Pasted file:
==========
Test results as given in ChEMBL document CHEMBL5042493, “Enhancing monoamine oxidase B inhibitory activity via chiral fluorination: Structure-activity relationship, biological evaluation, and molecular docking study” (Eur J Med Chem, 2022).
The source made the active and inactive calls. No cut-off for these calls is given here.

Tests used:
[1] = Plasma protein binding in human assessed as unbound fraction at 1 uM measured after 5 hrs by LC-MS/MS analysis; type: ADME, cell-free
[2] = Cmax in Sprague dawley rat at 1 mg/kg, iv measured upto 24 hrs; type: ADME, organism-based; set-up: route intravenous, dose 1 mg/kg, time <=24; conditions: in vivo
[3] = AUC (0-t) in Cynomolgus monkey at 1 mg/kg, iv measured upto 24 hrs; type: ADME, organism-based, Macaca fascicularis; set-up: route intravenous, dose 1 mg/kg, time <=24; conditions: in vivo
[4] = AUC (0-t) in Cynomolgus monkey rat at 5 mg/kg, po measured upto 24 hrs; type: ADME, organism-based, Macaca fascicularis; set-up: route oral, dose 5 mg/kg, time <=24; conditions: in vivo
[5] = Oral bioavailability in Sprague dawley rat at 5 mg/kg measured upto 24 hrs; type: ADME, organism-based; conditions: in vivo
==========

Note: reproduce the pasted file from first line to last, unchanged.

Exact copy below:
Test results as given in ChEMBL document CHEMBL5042493, “Enhancing monoamine oxidase B inhibitory activity via chiral fluorination: Structure-activity relationship, biological evaluation, and molecular docking study” (Eur J Med Chem, 2022).
The source made the active and inactive calls. No cut-off for these calls is given here.

Tests used:
[1] = Plasma protein binding in human assessed as unbound fraction at 1 uM measured after 5 hrs by LC-MS/MS analysis; type: ADME, cell-free
[2] = Cmax in Sprague dawley rat at 1 mg/kg, iv measured upto 24 hrs; type: ADME, organism-based; set-up: route intravenous, dose 1 mg/kg, time <=24; conditions: in vivo
[3] = AUC (0-t) in Cynomolgus monkey at 1 mg/kg, iv measured upto 24 hrs; type: ADME, organism-based, Macaca fascicularis; set-up: route intravenous, dose 1 mg/kg, time <=24; conditions: in vivo
[4] = AUC (0-t) in Cynomolgus monkey rat at 5 mg/kg, po measured upto 24 hrs; type: ADME, organism-based, Macaca fascicularis; set-up: route oral, dose 5 mg/kg, time <=24; conditions: in vivo
[5] = Oral bioavailability in Sprague dawley rat at 5 mg/kg measured upto 24 hrs; type: ADME, organism-based; conditions: in vivo